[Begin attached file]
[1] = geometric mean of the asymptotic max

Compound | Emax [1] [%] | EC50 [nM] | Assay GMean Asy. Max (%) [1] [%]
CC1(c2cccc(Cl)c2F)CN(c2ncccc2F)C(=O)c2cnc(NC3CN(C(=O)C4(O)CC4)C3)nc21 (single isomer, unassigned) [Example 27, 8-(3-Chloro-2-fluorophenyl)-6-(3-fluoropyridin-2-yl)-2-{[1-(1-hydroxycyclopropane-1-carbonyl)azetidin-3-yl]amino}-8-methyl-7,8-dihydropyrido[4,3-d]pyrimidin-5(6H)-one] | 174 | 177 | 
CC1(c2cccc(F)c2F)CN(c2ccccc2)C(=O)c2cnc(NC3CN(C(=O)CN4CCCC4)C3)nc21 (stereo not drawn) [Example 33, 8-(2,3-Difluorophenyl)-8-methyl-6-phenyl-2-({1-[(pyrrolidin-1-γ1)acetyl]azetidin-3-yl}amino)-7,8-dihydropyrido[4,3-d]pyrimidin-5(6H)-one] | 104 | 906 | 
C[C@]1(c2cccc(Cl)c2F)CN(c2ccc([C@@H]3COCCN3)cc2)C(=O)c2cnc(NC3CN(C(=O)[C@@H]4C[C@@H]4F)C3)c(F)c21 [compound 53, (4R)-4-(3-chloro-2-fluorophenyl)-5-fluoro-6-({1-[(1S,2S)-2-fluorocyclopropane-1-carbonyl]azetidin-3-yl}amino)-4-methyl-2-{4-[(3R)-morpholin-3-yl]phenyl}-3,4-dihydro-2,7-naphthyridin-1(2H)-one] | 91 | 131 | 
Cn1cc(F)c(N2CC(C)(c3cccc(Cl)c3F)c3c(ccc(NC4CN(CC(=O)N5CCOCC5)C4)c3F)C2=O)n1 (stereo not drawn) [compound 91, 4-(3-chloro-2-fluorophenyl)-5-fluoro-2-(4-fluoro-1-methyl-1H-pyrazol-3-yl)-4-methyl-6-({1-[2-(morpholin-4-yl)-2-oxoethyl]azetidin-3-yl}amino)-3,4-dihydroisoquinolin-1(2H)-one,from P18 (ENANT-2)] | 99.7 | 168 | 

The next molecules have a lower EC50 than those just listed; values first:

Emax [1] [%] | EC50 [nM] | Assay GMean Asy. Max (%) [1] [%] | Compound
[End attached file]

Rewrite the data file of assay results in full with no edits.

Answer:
[1] = geometric mean of the asymptotic max

Compound | Emax [1] [%] | EC50 [nM] | Assay GMean Asy. Max (%) [1] [%]
CC1(c2cccc(Cl)c2F)CN(c2ncccc2F)C(=O)c2cnc(NC3CN(C(=O)C4(O)CC4)C3)nc21 (single isomer, unassigned) [Example 27, 8-(3-Chloro-2-fluorophenyl)-6-(3-fluoropyridin-2-yl)-2-{[1-(1-hydroxycyclopropane-1-carbonyl)azetidin-3-yl]amino}-8-methyl-7,8-dihydropyrido[4,3-d]pyrimidin-5(6H)-one] | 174 | 177 | 
CC1(c2cccc(F)c2F)CN(c2ccccc2)C(=O)c2cnc(NC3CN(C(=O)CN4CCCC4)C3)nc21 (stereo not drawn) [Example 33, 8-(2,3-Difluorophenyl)-8-methyl-6-phenyl-2-({1-[(pyrrolidin-1-γ1)acetyl]azetidin-3-yl}amino)-7,8-dihydropyrido[4,3-d]pyrimidin-5(6H)-one] | 104 | 906 | 
C[C@]1(c2cccc(Cl)c2F)CN(c2ccc([C@@H]3COCCN3)cc2)C(=O)c2cnc(NC3CN(C(=O)[C@@H]4C[C@@H]4F)C3)c(F)c21 [compound 53, (4R)-4-(3-chloro-2-fluorophenyl)-5-fluoro-6-({1-[(1S,2S)-2-fluorocyclopropane-1-carbonyl]azetidin-3-yl}amino)-4-methyl-2-{4-[(3R)-morpholin-3-yl]phenyl}-3,4-dihydro-2,7-naphthyridin-1(2H)-one] | 91 | 131 | 
Cn1cc(F)c(N2CC(C)(c3cccc(Cl)c3F)c3c(ccc(NC4CN(CC(=O)N5CCOCC5)C4)c3F)C2=O)n1 (stereo not drawn) [compound 91, 4-(3-chloro-2-fluorophenyl)-5-fluoro-2-(4-fluoro-1-methyl-1H-pyrazol-3-yl)-4-methyl-6-({1-[2-(morpholin-4-yl)-2-oxoethyl]azetidin-3-yl}amino)-3,4-dihydroisoquinolin-1(2H)-one,from P18 (ENANT-2)] | 99.7 | 168 | 

The next molecules have a lower EC50 than those just listed; values first:

Emax [1] [%] | EC50 [nM] | Assay GMean Asy. Max (%) [1] [%] | Compound